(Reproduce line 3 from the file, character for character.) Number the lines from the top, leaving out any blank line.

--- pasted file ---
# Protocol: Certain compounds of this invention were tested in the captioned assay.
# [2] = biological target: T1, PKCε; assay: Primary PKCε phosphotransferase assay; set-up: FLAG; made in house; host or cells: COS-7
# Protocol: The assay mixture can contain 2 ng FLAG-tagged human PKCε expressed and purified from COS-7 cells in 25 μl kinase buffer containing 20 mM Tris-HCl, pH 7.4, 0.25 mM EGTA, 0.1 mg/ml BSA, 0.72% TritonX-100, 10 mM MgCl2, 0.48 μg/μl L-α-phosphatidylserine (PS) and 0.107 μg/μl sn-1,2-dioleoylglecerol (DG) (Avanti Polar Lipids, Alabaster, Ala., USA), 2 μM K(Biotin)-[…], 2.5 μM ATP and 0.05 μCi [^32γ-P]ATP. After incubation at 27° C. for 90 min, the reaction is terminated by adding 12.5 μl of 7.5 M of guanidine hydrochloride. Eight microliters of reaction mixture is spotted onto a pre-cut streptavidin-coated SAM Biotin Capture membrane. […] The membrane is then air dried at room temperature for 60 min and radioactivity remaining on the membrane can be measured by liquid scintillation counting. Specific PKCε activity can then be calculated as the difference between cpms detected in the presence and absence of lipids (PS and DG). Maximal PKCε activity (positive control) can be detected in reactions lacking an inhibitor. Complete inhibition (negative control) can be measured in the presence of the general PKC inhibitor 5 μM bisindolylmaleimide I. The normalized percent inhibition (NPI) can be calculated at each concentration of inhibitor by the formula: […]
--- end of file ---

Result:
# Protocol: The assay mixture can contain 2 ng FLAG-tagged human PKCε expressed and purified from COS-7 cells in 25 μl kinase buffer containing 20 mM Tris-HCl, pH 7.4, 0.25 mM EGTA, 0.1 mg/ml BSA, 0.72% TritonX-100, 10 mM MgCl2, 0.48 μg/μl L-α-phosphatidylserine (PS) and 0.107 μg/μl sn-1,2-dioleoylglecerol (DG) (Avanti Polar Lipids, Alabaster, Ala., USA), 2 μM K(Biotin)-[…], 2.5 μM ATP and 0.05 μCi [^32γ-P]ATP. After incubation at 27° C. for 90 min, the reaction is terminated by adding 12.5 μl of 7.5 M of guanidine hydrochloride. Eight microliters of reaction mixture is spotted onto a pre-cut streptavidin-coated SAM Biotin Capture membrane. […] The membrane is then air dried at room temperature for 60 min and radioactivity remaining on the membrane can be measured by liquid scintillation counting. Specific PKCε activity can then be calculated as the difference between cpms detected in the presence and absence of lipids (PS and DG). Maximal PKCε activity (positive control) can be detected in reactions lacking an inhibitor. Complete inhibition (negative control) can be measured in the presence of the general PKC inhibitor 5 μM bisindolylmaleimide I. The normalized percent inhibition (NPI) can be calculated at each concentration of inhibitor by the formula: […]